No one wants to think about having an injury in a situation where you can’t get to a hospital or a doctor, but it happens more than you might guess. When you are making your preps for a SHTF scenario, one of the most crucial items for you to stock (and stock well) will be your emergency medical kit. This kit could be the very piece of equipment that saves your life.
You should also consider taking a first aid and lifesaving course as part of your preparations, too. Knowledge combined with the right tools (or knowing how to use (or make!) an alternative is a powerful tool! It’s also a good idea to purchase a medical handbook to keep in your emergency kit as a reference guide. You should know how to recognize and treat all kinds of injuries from insect bites to burns, since you never know what might come your way.
Here are three of the most common injuries that you might see when the SHTF and how to handle them:
Burns can come from fire, from chemicals, or even from too much sun. Each type can vary in severity depending on how long you were exposed. With any type of burn, the first and most important thing you can do is cool it down. Apply cool water constantly (sometimes it might take an hour or so) to lower the temperature of the burned area. You can give over the counter pain medication, and apply aloe vera gel to the area, but you need to keep the burned area dry to help avoid it getting infected.
You could use sections of a clean t-shirt, a dry cotton washcloth, or a bandana as a covering to keep dirt out, but it also needs time to air as well, so that moisture doesn’t set in. If you don’t have any supplies with you, locate some clean water, and tear up strips of your own shirt to use as dressings if you have to. Keeping infection at bay is crucial.
This is another common survival injury, and like burns, the best thing to do is keep them clean and dry. For a scrapes and minor cuts, simply rinse the area well, and clear any visible debris from the wound. Then if you have some antibacterial spray or ointment, apply to the area, and cover with a dry bandage.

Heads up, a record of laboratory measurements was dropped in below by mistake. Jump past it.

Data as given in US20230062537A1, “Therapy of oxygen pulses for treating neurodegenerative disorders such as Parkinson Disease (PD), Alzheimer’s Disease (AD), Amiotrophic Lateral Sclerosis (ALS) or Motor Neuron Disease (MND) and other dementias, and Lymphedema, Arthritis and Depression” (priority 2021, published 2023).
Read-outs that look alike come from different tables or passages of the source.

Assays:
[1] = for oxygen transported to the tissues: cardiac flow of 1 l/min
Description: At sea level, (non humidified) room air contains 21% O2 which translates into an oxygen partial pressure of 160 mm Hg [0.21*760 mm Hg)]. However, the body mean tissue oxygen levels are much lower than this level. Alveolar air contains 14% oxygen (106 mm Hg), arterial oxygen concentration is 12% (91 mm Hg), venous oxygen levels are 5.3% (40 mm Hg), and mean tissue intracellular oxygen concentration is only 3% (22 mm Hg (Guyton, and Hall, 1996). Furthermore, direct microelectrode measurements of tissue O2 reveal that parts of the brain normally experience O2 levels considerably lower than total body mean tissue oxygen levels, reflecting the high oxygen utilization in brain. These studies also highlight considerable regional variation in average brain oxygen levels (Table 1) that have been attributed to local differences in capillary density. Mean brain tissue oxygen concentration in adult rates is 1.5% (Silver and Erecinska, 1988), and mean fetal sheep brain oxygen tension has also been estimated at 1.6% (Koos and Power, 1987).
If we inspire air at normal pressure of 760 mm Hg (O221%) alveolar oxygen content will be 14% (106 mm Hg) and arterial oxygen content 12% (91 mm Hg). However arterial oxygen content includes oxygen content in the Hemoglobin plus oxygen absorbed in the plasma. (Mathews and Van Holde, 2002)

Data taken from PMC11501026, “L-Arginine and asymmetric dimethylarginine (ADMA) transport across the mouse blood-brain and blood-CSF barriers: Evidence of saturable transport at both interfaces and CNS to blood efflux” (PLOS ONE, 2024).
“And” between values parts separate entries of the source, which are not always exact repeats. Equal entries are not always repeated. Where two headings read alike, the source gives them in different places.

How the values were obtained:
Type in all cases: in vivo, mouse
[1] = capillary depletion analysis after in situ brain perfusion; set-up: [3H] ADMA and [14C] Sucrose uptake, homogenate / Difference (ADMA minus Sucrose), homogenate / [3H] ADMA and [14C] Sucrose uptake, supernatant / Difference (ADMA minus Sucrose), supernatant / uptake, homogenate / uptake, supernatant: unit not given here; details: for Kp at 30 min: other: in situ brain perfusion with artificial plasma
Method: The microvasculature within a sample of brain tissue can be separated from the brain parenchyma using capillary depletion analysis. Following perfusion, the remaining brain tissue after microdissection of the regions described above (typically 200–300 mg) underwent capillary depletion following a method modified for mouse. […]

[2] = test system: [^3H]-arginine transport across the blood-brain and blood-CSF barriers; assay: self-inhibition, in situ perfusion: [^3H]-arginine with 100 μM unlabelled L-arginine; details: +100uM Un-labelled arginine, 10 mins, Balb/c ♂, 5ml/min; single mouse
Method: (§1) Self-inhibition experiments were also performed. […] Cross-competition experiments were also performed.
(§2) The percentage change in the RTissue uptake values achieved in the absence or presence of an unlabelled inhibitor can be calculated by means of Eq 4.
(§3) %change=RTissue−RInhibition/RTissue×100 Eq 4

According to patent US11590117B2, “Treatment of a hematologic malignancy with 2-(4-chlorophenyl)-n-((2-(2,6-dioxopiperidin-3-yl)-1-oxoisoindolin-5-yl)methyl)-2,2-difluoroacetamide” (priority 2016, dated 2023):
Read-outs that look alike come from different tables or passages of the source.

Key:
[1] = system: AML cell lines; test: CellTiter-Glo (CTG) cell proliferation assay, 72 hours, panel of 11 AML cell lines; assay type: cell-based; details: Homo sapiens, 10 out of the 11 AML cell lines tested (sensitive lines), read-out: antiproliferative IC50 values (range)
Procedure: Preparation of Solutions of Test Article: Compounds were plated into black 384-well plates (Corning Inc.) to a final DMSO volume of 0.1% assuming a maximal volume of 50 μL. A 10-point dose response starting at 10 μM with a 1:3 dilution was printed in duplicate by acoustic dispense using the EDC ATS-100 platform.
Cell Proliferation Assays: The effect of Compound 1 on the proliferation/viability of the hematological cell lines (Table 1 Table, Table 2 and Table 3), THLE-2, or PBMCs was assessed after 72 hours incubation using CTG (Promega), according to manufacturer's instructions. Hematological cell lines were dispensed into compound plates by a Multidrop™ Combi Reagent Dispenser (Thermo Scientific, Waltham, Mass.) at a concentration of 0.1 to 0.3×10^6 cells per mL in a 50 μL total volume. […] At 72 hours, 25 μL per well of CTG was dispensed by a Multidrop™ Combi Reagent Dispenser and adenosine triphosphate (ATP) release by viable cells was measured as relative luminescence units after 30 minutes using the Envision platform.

If you have a deep cut or laceration, you need to clean the area, apply pressure to stop the bleeding, and possibly use a suture kit or some wound glue to close it. Then it needs to also have antibacterial/antibiotic cream applied, and a clean bandage applied several times a day. If you don’t have your kit with you, keeping it cleaned well with water and pressure applied is going to be your best course of action.
Broken Bones or Sprains
Treating a broken bone or a sprain yourself doesn’t have to be hard. Using ACE bandages, padding, and a splint, you can stabilize a broken bone fairly easily. The main goals are to keep swelling down and keep the injured area from moving around very much. You can ice the area, too, using cold packs, snow, or ice, and then bandage/splint it.
You can get some splints in varying sizes for your emergency kit at most drug stores or medical supply stores. If you don’t have access to any of these items, you could use sticks as a splint, and cut up t-shirts as bandages, but also use something to pad the injured area, too. Sprains will usually heal up on their own with some time and limiting movement. Bone breaks are a little trickier, but you can get them stabilized enough to buy you some time until you can get to a doctor.
You don’t have to be scared to treat injuries without a doctor. In fact, it should be one of the most important skills you learn as you prep for a disaster.